Let us introduce you to margarita’s cousin.


Mexico’s contribution to the cocktail canon is extensive. Just look at the Margarita. Well, Palmoa is the runner up! (along with many others)

The Paloma is a refreshing, easy-to-make drink that combines tequila, lime juice and grapefruit soda/juice. Its origin story is uncertain, but most reports say its creation is in the 1950s. Blanco tequila is the traditional choice, but lightly aged reposado also makes a fine drink. In this case, it’s best to keep the añejo capped, as the well-aged expression’s oaky profile disrupts that clean, refreshing taste you want in a Paloma.

In Mexico, Jarritos soda is a popular choice for adding the effervescent grapefruit note. This brand is relatively easy to find stateside, particularly in grocery stores that stock Mexican foods and ingredients. However, as bartenders continue to embrace fresh juice in their cocktails, it has become increasingly common to use fresh grapefruit juice in place of the grapefruit soda. If you want to go that route, you can complement the juice with unflavored sparkling water to achieve the necessary bubbly effect. This combination yields a similar cocktail, so it’s worth the experiment. But grapefruit soda is the more traditional choice when making Palomas.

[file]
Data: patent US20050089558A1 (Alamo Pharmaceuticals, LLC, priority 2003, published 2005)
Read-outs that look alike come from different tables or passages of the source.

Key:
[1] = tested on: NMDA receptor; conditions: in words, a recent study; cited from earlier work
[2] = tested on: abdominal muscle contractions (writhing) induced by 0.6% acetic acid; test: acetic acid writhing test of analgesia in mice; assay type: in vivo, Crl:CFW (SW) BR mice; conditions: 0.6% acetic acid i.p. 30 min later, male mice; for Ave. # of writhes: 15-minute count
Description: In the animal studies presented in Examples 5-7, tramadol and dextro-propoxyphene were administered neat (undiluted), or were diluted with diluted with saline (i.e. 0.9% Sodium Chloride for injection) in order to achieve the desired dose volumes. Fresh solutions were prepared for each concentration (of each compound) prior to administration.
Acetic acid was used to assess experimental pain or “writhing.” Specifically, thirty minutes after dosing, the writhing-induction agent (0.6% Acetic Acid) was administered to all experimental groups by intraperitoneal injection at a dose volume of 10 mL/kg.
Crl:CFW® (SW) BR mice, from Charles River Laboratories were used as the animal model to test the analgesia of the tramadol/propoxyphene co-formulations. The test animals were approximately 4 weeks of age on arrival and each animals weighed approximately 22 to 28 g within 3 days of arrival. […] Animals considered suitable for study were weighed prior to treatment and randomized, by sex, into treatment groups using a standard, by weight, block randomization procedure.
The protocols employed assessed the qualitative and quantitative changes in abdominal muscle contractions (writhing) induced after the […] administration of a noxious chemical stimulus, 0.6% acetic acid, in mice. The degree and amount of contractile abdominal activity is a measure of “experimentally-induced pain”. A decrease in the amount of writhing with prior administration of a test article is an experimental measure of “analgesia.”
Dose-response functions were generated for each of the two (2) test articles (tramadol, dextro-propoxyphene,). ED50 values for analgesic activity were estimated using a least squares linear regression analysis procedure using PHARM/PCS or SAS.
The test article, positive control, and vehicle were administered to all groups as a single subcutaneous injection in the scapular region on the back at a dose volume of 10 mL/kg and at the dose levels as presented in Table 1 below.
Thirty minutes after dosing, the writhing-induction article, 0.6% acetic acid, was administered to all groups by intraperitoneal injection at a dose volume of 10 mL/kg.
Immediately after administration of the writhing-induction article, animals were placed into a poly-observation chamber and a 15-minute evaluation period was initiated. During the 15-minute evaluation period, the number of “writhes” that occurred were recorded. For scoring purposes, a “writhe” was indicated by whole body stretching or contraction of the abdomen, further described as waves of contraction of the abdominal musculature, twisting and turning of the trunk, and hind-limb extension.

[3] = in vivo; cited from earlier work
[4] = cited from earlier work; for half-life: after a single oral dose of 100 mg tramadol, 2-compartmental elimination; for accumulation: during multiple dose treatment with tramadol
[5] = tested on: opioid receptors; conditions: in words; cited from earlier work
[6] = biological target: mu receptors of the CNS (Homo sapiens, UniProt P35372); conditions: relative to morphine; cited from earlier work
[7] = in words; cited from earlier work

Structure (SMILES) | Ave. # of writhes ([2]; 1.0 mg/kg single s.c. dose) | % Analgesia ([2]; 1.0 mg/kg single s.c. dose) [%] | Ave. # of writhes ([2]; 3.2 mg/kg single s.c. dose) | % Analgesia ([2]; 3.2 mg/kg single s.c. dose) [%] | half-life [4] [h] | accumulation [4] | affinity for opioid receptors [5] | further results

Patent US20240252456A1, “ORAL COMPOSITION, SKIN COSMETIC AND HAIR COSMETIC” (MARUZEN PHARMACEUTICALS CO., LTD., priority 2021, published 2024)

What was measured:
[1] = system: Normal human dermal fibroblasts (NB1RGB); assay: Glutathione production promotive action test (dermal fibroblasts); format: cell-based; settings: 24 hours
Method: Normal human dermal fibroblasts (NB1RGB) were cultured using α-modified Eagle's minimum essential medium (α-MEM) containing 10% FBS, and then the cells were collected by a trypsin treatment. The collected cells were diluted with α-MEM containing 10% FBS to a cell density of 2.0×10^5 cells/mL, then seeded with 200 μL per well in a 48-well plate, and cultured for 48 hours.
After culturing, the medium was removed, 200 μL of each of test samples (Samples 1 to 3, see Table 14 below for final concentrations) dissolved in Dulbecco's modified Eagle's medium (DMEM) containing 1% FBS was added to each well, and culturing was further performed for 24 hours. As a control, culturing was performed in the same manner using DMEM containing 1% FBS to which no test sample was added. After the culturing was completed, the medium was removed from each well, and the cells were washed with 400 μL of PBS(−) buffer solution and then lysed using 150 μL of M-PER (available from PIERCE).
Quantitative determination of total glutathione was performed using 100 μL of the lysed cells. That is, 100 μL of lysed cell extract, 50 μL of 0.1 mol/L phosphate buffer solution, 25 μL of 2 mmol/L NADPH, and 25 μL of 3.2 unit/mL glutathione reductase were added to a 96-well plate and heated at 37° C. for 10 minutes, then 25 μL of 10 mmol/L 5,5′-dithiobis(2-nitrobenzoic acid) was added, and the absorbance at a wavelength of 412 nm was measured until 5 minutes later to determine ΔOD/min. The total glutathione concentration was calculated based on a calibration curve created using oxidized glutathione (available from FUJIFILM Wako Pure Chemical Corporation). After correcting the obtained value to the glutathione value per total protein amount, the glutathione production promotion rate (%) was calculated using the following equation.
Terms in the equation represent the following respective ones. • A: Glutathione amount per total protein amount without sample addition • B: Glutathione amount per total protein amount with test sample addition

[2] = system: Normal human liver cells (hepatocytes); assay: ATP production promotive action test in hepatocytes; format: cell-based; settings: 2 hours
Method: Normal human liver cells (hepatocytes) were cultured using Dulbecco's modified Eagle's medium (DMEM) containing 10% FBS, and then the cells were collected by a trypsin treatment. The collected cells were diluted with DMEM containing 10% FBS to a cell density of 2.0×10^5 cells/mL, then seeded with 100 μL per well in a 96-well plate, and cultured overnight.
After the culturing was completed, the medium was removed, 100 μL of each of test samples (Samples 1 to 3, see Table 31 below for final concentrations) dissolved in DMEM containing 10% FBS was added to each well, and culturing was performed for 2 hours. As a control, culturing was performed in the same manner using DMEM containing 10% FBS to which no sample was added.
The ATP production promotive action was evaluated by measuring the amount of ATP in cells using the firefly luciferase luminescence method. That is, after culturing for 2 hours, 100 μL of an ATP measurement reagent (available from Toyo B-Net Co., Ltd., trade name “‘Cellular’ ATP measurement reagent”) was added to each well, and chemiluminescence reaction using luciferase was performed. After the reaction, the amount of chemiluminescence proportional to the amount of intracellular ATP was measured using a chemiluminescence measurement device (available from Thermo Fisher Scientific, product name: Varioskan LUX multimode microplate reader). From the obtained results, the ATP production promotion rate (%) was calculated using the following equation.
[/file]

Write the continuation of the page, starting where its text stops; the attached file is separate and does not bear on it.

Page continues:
Some people may also choose to rim the glass with salt, while others add a pinch of salt straight into the glass. This step isn’t necessary, but it does add a savory quality that melds beautifully with the earthy tequila and tart grapefruit. And it opens the possibility of using a spiced salt, like Tajín, for an extra seasoning kick.

Because the Paloma is constructed right in the glass, you don’t need any bar tools to make it. Just add your ingredients to a highball glass with ice, and you’re ready to enjoy a refreshing cocktail.